BP Gulf Oil Spill Price Tag About $6.1 Billion to Date

By Cheryl Wu
Cheryl Wu
Cheryl Wu
August 10, 2010 Updated: October 1, 2015

A BP petrol station logo is pictured in Manchester, north-west England. BP's costs for the Deepwater Horizon spill have risen to $6.1 billion according to the company. ANDREW YATES/AFP/Getty Images)  (Andrew Yates/Getty Images)
A BP petrol station logo is pictured in Manchester, north-west England. BP's costs for the Deepwater Horizon spill have risen to $6.1 billion according to the company. ANDREW YATES/AFP/Getty Images) (Andrew Yates/Getty Images)
BP's costs for the Deepwater Horizon spill in Mexico have risen to $6.1 billion according to the company.

Since the spill occurred in April, BP has faced mounting costs and 145,000 claims from individuals and businesses impacted by the oil spill.

BP has paid $319 million in response to 103,900 settled claims. The ballooning expenses also includes the cost of “spill response, containment, relief well drilling, grants to Gulf states, and federal cost,” according to a statement from BP.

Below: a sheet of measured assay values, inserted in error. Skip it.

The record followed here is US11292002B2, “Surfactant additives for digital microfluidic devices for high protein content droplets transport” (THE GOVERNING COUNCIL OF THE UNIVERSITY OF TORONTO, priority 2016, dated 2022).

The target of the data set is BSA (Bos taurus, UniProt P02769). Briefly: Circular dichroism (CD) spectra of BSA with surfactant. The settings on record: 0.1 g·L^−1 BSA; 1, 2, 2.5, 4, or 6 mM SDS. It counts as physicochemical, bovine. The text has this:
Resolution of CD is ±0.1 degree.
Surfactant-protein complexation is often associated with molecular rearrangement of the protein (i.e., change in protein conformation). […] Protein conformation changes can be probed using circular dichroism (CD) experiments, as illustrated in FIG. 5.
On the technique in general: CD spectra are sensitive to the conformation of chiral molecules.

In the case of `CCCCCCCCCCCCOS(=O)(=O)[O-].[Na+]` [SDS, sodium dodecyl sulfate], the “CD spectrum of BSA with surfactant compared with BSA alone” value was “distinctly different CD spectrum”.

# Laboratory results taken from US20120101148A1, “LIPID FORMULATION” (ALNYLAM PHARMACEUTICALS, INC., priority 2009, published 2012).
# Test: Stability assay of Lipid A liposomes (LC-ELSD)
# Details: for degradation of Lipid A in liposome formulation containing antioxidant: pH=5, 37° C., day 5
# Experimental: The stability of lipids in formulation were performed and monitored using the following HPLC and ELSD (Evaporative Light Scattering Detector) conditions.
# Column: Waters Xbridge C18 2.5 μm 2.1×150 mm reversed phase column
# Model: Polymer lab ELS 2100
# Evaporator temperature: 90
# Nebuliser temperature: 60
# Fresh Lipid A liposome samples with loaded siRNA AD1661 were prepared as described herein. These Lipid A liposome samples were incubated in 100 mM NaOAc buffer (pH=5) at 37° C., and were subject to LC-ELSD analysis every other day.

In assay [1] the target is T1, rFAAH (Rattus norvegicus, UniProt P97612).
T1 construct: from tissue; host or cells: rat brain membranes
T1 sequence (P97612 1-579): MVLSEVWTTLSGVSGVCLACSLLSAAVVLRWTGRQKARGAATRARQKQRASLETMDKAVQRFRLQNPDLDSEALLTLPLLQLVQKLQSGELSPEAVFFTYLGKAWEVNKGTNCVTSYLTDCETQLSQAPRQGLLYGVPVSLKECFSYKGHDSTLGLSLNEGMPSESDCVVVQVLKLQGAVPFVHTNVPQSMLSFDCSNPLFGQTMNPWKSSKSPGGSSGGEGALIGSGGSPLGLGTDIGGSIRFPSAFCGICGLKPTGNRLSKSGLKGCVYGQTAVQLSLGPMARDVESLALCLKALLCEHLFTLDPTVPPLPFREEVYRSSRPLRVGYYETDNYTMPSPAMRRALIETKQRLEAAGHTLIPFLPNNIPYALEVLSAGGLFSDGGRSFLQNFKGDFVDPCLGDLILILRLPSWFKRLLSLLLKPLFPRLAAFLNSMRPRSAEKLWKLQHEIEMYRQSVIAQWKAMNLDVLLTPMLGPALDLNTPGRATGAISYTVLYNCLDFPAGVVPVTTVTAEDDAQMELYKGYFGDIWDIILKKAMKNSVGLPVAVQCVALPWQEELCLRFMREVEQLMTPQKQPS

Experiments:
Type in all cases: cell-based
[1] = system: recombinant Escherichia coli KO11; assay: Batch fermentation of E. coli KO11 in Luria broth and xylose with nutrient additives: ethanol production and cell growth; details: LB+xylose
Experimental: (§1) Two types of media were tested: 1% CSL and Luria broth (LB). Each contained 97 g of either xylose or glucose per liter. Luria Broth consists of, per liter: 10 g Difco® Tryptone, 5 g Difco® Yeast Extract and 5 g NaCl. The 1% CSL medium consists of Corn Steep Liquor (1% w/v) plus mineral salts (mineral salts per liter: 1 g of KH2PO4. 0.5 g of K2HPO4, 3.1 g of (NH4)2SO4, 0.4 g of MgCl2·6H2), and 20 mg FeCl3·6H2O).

In early June, BP, in agreement with the US government, announced the establishment of a $20-billion escrow account. This money held by a third-party is to pay for claims caused by the Deepwater incident. Bringing an end to their third quarter on August 9, BP made a first deposit of $3 billion towards this escrow account. BP will continue to contribute an additional $2 billion, followed by deposits of $1.25 billion each quarter.

BP announced today that it has established a trust and made a $3-billion initial deposit to the previously-announced $20 billion escrow fund to pay legitimate claims arising from the Deepwater Horizon incident and the resulting oil and gas spill.

“The purpose of the escrow account was to assure those adversely affected by the spill that we indeed intend to stand behind our commitment to them and to the American taxpayers,” said Bob Dudley, CEO of BP’s Gulf Coast Restoration Organization in a statement.

Although BP's costs have ballooned to $6.1 billion, the company has a long-term plan to cover the cost of claims and general spill response.

Cheryl Wu